Aug 8, 2014

JP Knapp Student Works Towards an Engineering Degree

JP Knapp Student Works Towards an Engineering Degree
While most 16-year-olds are focused on getting their driver’s licenses and other high school rites of passage, Nick Samborski spent the days before his spring break figuring out how to build a solar panel battery charger.
It was all part of a day’s work for Samborski, a rising senior at J.P. Knapp Early College High School. Samborski is one 24 juniors at the high school currently working on simultaneously earning a high school diploma and an Associate’s Degree in Applied Sciences for computer engineering from College of The Albemarle. 
Since 2009, the Currituck County high school has had an educational partnership with COA that allows students to earn their high school diplomas and an associate’s degree in their chosen field of study. Previously, the partnership allowed the high school students the opportunity to earn either an Associate’s Degree in Arts or an Associate’s Degree in Science, but this year the program was expanded and students were given the opportunity to choose from four different associate’s degree programs. Christine Kasten, a guidance counselor at J.P. Knapp, said now students can also earn Associate’s Degrees in Applied Sciences or an Associate’s Degree in Fine Arts.
“I think the students are really excited that they have the access to those courses and have the ability to dive in earlier,” Kasten said, referring to the J.P. Knapp students seeking their associate degrees. “I think we’re growing enormously. Our upcoming freshman class is at 85 students and that’s bigger than last year.”
Since beginning the coursework for his degree, Samborski has learned the skills necessary to install, service and maintain computers, networks and computer-controlled equipment. The curriculum includes lots of math, physics and electronics, and the classes haven’t been easy.
“It’s been hard work, but it’s been worth it,” Samborski said, adding that he hopes to eventually land a job in computer programming or design.
COA’s courses, he added, have been helpful in preparing him for his future career and have given him an idea of what he will be facing in his chosen profession.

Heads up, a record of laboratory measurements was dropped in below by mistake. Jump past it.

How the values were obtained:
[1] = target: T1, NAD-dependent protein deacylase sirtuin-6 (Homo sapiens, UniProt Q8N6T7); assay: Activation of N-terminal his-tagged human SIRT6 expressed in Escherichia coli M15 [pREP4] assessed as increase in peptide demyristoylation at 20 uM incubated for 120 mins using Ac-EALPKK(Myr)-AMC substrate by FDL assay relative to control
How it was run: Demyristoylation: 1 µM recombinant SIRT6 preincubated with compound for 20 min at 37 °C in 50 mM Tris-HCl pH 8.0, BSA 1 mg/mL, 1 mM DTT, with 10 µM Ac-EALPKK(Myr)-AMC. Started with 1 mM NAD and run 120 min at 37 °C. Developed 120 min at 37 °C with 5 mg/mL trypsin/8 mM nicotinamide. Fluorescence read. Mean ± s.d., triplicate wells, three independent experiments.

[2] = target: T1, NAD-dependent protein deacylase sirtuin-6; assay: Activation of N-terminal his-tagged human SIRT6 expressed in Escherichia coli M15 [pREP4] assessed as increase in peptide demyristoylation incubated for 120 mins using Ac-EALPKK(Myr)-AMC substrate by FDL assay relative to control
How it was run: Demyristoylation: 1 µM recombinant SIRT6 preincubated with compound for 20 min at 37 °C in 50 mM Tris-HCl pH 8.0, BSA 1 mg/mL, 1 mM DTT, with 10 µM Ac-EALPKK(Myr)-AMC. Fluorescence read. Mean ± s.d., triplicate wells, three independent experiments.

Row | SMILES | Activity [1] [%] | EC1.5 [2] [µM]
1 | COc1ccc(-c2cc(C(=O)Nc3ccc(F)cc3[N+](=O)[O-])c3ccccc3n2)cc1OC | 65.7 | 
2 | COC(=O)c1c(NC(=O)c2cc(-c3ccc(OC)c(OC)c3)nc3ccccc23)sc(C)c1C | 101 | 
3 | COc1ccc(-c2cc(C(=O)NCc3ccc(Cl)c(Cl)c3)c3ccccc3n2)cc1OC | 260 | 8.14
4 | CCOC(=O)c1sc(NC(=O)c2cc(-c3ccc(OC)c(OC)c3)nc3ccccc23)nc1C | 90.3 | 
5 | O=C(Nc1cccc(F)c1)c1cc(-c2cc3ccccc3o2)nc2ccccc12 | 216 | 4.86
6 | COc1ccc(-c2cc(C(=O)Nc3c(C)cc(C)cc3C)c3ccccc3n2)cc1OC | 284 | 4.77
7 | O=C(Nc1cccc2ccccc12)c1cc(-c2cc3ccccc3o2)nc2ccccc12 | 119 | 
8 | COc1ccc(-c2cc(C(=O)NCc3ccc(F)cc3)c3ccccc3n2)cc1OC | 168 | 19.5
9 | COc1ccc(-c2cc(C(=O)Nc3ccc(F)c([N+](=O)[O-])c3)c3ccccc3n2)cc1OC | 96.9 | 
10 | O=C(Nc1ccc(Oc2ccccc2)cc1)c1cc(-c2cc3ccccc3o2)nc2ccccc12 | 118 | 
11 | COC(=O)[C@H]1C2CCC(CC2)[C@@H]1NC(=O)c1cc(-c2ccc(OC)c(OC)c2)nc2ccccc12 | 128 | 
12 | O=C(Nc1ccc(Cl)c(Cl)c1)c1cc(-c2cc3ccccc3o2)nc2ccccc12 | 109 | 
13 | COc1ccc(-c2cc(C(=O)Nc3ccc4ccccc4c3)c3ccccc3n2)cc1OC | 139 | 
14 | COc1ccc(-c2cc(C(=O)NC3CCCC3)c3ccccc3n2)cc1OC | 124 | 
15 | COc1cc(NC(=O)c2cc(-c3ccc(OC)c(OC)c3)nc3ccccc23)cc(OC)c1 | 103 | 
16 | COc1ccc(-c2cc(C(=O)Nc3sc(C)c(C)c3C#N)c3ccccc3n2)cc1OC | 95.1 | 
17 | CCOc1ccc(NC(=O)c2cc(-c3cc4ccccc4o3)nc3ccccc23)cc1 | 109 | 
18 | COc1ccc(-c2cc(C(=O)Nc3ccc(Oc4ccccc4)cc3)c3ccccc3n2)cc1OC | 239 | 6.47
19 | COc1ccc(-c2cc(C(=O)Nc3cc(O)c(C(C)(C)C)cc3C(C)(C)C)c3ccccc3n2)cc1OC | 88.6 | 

Kerry Krauss, assistant professor of computer systems and electronics engineering technology and coordinator of the program, used to teach some of COA’s computer engineering technology classes at local high schools until this school year.
Beginning this year, Krauss’ high school students come to COA’s Elizabeth City campus. Krauss said students in his off-campus high school classes last year didn’t turn their labs in on time and often failed to write up their lab results.
“The kids were still in a high school environment and they acted like it,” Krauss said. “It was not a college learning environment, so all of the classes are taught at campus sites now. It basically is a benefit for the students in that they find they have to do things the way the industry standards require.”
Samborski is one of two J.P. Knapp juniors in Krauss’ Troubleshooting course, a computer engineering technology class. In that class, Krauss said these younger students are learning about more than just the coursework.
“It’s not just about learning the technology, but they are adapting to a college environment,” Krauss said. “Very few of these students do not have an adjustment. I’m proud of both of them. They are very bright students, they are not just mediocre students.”
After returning from his spring break a few months ago, Samborski and his lab partner had to take down their solar panel battery charger and set it up in the classroom to find out how much solar energy their batteries had collected.
“We came back and saw how long it powered a 60W light bulb,” Samborski said. “From the charge it had left, it probably had three or four hours it could have gone. It was a great project and we learned how we can derive so much power from the sun and so easily.”
Although the Troubleshooting class is required for Samborski’s degree, it was an essential course that provided him with a broad base of knowledge that he knows will be useful in the future.
“It’s given me more knowledge of how to troubleshoot electronics and taught me how electronics work,” he said. “It’s just a good, basic knowledge and I’ll be able to use it in almost any sort of career field I go into in the computer world.”

Email facebook Google+ LinkedIn Pinterest twitter

Back to Top